Expat homeowners win victory over demolitions

Expat homeowners win victory over demolitions
The luxury villa belonging to Helen and Len Prior was demolished in 2008 Photo: AUAN
New legislation will protect thousands of homeowners across the Spanish costas whose properties are threatened with demolition after falling foul of planning laws.

Helen and Len Prior have yet to receive compensation, seven years after becoming the first British homeowners in Spain to have their property demolished over 'planning irregularities'.

But on Wednesday they won a victory that will ensure nothing similar will befall those other property owners who have fallen victim to administrative planning errors.

The Priors, both now 71, witnessed a vote in Spain’s Senate that will mean the introduction of legislation to halt all house demolitions until owners have been paid compensation.

In 2008 the Priors saw their €350,000 ($392,000) villa demolished after the regional government revoked a planning licence issued by their town hall – making their property, and others on the development, illegal.

The Senate vote represents a shallow victory as has no bearing on their own case; they are still waiting for compensation, seven and a half years after watching the bulldozers roll in and flatten their luxury villa in Vera, Almeria.

But it marked the culmination of a massive campaign for justice by not just the Priors but the hundreds of expat homeowners threatened with demolition across the region.

From left to right: Maura Hillen, Helen and Len Prior and lawyer Gerardo Vazquez at the Senate Photo: AUAN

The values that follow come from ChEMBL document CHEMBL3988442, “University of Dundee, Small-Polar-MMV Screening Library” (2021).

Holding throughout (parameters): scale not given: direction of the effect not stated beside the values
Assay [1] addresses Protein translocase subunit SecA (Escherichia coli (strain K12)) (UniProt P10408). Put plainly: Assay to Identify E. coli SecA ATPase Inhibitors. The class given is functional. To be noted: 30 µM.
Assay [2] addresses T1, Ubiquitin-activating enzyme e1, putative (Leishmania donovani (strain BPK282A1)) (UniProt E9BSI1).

“It is a great victory,” Maura Hillen president of pressure group AUAN, told The Local.

It is the second such measure to be introduced this year.

Legislation passed by the Senate in March saw a suspension of the demolition of homes found to be built illegally by unscrupulous developers, until owners have been compensated.

That measure was extended on Wednesday to include homeowners that were under threat of demolition not because of criminal action but “administrative error”.

 “It means that not only will there be protection for those living in homes built illegally by rogue builders but also those who bought in good faith with all the papers in order only to see the licence revoked at a later date,” Hillen told The Local.

“That anomaly needed to be addressed and now it has been. Authorities cannot demolish a property unless responsibility is determined first and the owners paid compensation. It means there won’t be any more cases like Helen and Len Prior,” she explained.

“We have achieved something hugely significant that many thought was impossible,” said Hillen, who became a local councilor last month and is now in charge of Tourism and International Relations at the Albox town council.

“The only sadness is that is has come too late to help the Priors who have been tangled up in a legal system for seven years and have yet to receive proper compensation.”


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